Every year when the weather starts to turn from ‘eternal hibernation’ to ‘life is good again’, I seem to get more questions along the lines of “so I’m thinking about getting a bike… where do I start?”
This is the best question you could ask me, and given the chance I’ll definitely talk your face off about it, but I try to keep in mind how far down the rabbit hole I’ve gone, and to channel my mindset from when I was bike-curious and exploring options without having any more than a very rudimentary understanding of what I was looking at. So with that in mind, I’ve tried to put this in layperson’s language so I can impart what I wish I knew years ago.
- You get what you pay for, so while you don’t necessarily need to go out and get all the bells and whistles, keep in mind that a bike from Walmart or other big box store will almost always be heavy, questionably assembled, and have low quality parts where it matters (resulting in a grindy, cumbersome, less fun ride). If you can stay flexible on price until you decide what you want to achieve with your bike purchase, you’re more likely to end up satisfied with your purchase in the end and less likely to have an unloved bike hanging out collecting dust in your garage.
- Ask yourself what kind of riding you want to do. Commuting to work or replacing some short distance car errands? Casual riding on paved trails or around the neighborhood? Do you want to be able to cut through dirt or gravel areas without wiping out? Are you looking to get a workout or would you prefer to sit upright and stay more comfortable? Do you want to be able to pull a trailer for bringing along a small riding companion or hauling large items? A good local bike shop should be able to steer you in the right direction and give some suggestions for specific models; bike shops carry different brands so you’ll want to visit several to get a full picture of what’s available. Or you can ask me and I’ll talk to you ad nauseam about the various pros/cons of different models.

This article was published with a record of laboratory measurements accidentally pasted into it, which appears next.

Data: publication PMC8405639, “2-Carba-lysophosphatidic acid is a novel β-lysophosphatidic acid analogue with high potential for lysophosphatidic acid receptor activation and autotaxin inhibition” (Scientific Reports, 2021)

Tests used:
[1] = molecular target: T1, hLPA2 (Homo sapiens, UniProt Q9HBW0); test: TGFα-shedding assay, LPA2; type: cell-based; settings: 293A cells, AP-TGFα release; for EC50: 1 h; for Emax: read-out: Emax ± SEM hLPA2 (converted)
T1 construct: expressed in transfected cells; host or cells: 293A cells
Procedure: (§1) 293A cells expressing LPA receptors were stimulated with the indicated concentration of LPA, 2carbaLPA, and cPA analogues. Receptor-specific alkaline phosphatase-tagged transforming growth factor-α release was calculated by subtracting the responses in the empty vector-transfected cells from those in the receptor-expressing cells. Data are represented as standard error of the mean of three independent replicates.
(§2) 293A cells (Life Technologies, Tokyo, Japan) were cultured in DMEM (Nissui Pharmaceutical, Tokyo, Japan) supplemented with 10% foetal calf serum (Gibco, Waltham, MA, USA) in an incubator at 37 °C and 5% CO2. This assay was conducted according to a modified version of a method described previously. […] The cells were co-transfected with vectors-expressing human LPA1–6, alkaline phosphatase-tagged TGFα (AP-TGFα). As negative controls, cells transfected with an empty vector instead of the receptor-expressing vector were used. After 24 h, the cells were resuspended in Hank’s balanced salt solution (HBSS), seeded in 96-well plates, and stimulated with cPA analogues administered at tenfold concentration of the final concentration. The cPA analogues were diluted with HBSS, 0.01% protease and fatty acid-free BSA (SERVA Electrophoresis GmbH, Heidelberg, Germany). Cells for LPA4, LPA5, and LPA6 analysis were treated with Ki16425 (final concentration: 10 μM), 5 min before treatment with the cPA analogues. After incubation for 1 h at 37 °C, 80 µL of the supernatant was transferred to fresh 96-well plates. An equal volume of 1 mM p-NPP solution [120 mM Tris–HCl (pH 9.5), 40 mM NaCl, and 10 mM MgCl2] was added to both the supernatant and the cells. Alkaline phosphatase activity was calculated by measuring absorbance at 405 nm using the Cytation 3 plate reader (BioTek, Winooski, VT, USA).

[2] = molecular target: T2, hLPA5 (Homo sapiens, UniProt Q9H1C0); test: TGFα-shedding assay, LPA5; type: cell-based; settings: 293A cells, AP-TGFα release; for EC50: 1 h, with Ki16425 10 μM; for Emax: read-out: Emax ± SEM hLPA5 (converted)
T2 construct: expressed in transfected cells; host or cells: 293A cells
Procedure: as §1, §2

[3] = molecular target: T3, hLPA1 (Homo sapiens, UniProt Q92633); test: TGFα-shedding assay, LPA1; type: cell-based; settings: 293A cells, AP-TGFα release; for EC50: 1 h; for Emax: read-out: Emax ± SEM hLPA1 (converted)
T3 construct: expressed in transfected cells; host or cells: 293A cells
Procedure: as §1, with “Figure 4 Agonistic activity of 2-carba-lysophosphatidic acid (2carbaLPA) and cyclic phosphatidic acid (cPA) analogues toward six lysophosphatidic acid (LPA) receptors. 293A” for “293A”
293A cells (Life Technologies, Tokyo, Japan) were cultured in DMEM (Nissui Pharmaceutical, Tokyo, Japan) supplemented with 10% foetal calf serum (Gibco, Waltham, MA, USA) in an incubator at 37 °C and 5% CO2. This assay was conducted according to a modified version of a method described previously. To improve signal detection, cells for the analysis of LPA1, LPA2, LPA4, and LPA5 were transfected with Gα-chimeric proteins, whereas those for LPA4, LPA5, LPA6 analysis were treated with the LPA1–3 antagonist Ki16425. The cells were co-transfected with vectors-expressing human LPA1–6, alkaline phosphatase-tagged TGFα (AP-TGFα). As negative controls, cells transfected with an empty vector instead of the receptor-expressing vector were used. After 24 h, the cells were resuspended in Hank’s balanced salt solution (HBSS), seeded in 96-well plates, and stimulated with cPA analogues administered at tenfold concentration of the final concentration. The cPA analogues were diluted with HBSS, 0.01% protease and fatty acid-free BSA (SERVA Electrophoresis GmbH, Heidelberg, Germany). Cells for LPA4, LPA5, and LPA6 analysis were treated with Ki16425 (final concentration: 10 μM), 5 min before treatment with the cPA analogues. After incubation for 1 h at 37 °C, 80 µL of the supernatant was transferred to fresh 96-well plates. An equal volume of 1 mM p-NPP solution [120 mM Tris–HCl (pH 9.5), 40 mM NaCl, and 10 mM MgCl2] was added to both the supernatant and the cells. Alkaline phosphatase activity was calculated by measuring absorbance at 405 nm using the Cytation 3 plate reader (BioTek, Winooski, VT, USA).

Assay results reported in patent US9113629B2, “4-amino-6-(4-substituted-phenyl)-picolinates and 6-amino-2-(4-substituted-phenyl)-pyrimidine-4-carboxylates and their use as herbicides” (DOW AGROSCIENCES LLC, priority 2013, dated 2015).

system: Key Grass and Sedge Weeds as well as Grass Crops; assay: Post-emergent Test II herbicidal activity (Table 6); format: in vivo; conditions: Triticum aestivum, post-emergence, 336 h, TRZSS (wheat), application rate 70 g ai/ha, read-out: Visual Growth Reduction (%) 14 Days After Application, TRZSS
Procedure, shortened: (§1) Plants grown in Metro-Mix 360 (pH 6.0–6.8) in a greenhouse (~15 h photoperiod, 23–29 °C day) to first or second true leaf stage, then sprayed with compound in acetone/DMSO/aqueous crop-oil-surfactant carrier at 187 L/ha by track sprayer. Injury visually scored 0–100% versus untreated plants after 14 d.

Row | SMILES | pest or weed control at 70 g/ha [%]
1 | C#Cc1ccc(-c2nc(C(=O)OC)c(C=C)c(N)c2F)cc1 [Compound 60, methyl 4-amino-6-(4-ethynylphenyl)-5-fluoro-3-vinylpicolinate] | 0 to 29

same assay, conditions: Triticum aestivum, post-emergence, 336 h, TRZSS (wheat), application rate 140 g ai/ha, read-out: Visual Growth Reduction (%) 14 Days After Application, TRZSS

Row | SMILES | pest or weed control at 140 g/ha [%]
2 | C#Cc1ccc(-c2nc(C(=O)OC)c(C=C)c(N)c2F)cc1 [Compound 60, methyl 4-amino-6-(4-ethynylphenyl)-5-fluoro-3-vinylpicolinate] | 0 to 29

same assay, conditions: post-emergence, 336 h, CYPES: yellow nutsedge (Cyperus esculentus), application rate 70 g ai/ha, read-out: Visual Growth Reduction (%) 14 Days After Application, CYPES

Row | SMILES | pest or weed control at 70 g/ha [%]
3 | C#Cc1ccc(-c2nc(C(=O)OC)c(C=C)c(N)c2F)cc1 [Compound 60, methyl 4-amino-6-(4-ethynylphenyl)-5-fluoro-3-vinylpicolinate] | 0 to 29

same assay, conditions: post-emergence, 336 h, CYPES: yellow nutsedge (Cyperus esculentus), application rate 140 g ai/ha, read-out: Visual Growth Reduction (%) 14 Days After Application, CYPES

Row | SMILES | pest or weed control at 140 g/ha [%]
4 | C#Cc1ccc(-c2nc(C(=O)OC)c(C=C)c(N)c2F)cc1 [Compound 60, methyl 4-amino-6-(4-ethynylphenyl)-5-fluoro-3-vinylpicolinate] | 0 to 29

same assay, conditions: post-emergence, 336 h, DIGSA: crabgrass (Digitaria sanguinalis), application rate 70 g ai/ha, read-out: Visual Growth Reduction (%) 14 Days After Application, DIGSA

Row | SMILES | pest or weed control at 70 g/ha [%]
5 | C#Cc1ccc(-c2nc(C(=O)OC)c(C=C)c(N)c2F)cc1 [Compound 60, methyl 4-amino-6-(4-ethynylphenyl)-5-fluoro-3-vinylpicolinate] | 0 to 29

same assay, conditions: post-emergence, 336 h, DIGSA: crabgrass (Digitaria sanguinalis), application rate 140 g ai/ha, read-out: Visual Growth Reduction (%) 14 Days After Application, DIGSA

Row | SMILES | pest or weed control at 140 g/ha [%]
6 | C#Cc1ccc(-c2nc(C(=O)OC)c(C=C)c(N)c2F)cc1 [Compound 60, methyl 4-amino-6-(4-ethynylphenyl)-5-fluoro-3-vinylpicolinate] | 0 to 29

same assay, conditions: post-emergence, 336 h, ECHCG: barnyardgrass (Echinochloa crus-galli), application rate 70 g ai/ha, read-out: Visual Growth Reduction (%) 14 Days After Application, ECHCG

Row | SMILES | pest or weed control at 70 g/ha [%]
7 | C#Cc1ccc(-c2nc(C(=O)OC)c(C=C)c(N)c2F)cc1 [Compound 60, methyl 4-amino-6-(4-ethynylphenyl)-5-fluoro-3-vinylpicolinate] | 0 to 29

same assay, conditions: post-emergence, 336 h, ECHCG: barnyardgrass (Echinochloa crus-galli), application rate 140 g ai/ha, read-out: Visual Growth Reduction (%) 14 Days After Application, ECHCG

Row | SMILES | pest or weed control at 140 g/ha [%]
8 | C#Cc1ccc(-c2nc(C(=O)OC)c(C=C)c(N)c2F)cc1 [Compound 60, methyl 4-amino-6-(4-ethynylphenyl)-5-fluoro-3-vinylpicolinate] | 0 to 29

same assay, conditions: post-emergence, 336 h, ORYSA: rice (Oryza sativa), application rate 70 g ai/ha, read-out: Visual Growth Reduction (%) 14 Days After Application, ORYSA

- Local shops offer test rides on their floor models, much like buying a car; I recommend going to several, describing what kind of riding you want to do, and taking a few out and going at least a few blocks. A lot of people don’t take advantage of this, and I didn’t feel confident enough to when I started out, but no amount of specs on a page or advice from other people can tell you what a few different bike rides will about what that bike will feel like for you. Some larger shops even have demo bikes that they’ll let you take out for longer rides – it doesn’t hurt to ask!
- If you go the online route, you can have the bike built at a shop, usually for $60-100 depending on the type of bike and number of features. A bike mechanic knows what they are doing and can save you from a disaster resulting from an improperly assembled bike. A nice bike mechanic will also tell you the pros and cons of buying a bike that you’re eyeing online. I almost bought a vintage bike on Craigslist once and I’m still so grateful to the mechanic I called up who warned me that replacement parts for that particular bike would be really hard to source. Dodged a bullet!
Often, local shops will have a tune-up or maintenance policy when you buy from them, and it’s usually worth it to know what you’re getting vs. the headaches and impersonal nature of buying a bike online. Local bike shops will make riding your bike more fun by increasing ridership and advocating for bike friendly policies in your community, so if you can, support them!
- Once your bike is built and you’re rolling, check around for workshops and clinics at local stores (many are free) where you can learn some basics like how to change a tire or adjust your brakes, because it feels super empowering and badass when you’re able to fix something yourself.
- Ride your bike! Hopefully you’ve found something you love and enjoy riding. Down the line, you may change your mind or decide you want to try another type of riding (a single speed beach cruiser was just my gateway drug, after all). That’s totally normal, so stay open to new frontiers!